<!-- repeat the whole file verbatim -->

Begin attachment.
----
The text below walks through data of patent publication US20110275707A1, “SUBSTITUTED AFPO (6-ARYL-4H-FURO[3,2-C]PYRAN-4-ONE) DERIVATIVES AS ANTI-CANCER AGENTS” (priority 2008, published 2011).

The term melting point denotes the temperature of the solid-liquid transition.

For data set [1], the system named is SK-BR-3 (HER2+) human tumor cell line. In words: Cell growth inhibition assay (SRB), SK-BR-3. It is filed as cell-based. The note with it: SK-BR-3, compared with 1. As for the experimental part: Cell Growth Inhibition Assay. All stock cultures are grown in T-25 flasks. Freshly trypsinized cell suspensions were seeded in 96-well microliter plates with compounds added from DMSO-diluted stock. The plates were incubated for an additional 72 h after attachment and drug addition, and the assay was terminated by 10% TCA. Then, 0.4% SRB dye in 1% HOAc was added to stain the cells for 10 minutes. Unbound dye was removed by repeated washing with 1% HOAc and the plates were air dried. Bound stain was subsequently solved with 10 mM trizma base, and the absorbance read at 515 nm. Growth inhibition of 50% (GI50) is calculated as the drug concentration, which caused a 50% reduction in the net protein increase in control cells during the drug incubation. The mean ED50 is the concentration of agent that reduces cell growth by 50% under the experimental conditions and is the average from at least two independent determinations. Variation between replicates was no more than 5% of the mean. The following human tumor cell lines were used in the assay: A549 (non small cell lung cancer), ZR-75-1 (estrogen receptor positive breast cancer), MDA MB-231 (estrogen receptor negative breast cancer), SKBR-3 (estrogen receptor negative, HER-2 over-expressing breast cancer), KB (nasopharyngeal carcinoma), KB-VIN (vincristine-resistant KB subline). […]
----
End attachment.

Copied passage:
The text below walks through data of patent publication US20110275707A1, “SUBSTITUTED AFPO (6-ARYL-4H-FURO[3,2-C]PYRAN-4-ONE) DERIVATIVES AS ANTI-CANCER AGENTS” (priority 2008, published 2011).

The term melting point denotes the temperature of the solid-liquid transition.

For data set [1], the system named is SK-BR-3 (HER2+) human tumor cell line. In words: Cell growth inhibition assay (SRB), SK-BR-3. It is filed as cell-based. The note with it: SK-BR-3, compared with 1. As for the experimental part: Cell Growth Inhibition Assay. All stock cultures are grown in T-25 flasks. Freshly trypsinized cell suspensions were seeded in 96-well microliter plates with compounds added from DMSO-diluted stock. The plates were incubated for an additional 72 h after attachment and drug addition, and the assay was terminated by 10% TCA. Then, 0.4% SRB dye in 1% HOAc was added to stain the cells for 10 minutes. Unbound dye was removed by repeated washing with 1% HOAc and the plates were air dried. Bound stain was subsequently solved with 10 mM trizma base, and the absorbance read at 515 nm. Growth inhibition of 50% (GI50) is calculated as the drug concentration, which caused a 50% reduction in the net protein increase in control cells during the drug incubation. The mean ED50 is the concentration of agent that reduces cell growth by 50% under the experimental conditions and is the average from at least two independent determinations. Variation between replicates was no more than 5% of the mean. The following human tumor cell lines were used in the assay: A549 (non small cell lung cancer), ZR-75-1 (estrogen receptor positive breast cancer), MDA MB-231 (estrogen receptor negative breast cancer), SKBR-3 (estrogen receptor negative, HER-2 over-expressing breast cancer), KB (nasopharyngeal carcinoma), KB-VIN (vincristine-resistant KB subline). […]